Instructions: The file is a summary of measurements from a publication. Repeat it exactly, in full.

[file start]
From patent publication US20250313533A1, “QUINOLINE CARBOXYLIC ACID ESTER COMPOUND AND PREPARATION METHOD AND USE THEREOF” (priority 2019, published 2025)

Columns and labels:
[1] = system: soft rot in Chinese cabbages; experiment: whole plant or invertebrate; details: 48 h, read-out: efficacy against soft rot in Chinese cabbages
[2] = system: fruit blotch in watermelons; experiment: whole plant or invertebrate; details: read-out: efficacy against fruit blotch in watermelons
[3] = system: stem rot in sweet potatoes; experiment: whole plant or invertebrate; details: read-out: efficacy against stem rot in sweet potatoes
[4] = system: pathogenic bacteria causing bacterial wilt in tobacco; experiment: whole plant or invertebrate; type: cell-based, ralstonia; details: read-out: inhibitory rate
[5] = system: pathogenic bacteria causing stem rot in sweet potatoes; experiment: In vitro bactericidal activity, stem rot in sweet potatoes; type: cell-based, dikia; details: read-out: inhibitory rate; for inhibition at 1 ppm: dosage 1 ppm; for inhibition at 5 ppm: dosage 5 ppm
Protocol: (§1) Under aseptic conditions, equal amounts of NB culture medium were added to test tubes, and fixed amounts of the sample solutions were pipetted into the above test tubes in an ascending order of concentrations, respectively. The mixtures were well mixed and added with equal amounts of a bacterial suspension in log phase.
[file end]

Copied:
From patent publication US20250313533A1, “QUINOLINE CARBOXYLIC ACID ESTER COMPOUND AND PREPARATION METHOD AND USE THEREOF” (priority 2019, published 2025)

Columns and labels:
[1] = system: soft rot in Chinese cabbages; experiment: whole plant or invertebrate; details: 48 h, read-out: efficacy against soft rot in Chinese cabbages
[2] = system: fruit blotch in watermelons; experiment: whole plant or invertebrate; details: read-out: efficacy against fruit blotch in watermelons
[3] = system: stem rot in sweet potatoes; experiment: whole plant or invertebrate; details: read-out: efficacy against stem rot in sweet potatoes
[4] = system: pathogenic bacteria causing bacterial wilt in tobacco; experiment: whole plant or invertebrate; type: cell-based, ralstonia; details: read-out: inhibitory rate
[5] = system: pathogenic bacteria causing stem rot in sweet potatoes; experiment: In vitro bactericidal activity, stem rot in sweet potatoes; type: cell-based, dikia; details: read-out: inhibitory rate; for inhibition at 1 ppm: dosage 1 ppm; for inhibition at 5 ppm: dosage 5 ppm
Protocol: (§1) Under aseptic conditions, equal amounts of NB culture medium were added to test tubes, and fixed amounts of the sample solutions were pipetted into the above test tubes in an ascending order of concentrations, respectively. The mixtures were well mixed and added with equal amounts of a bacterial suspension in log phase.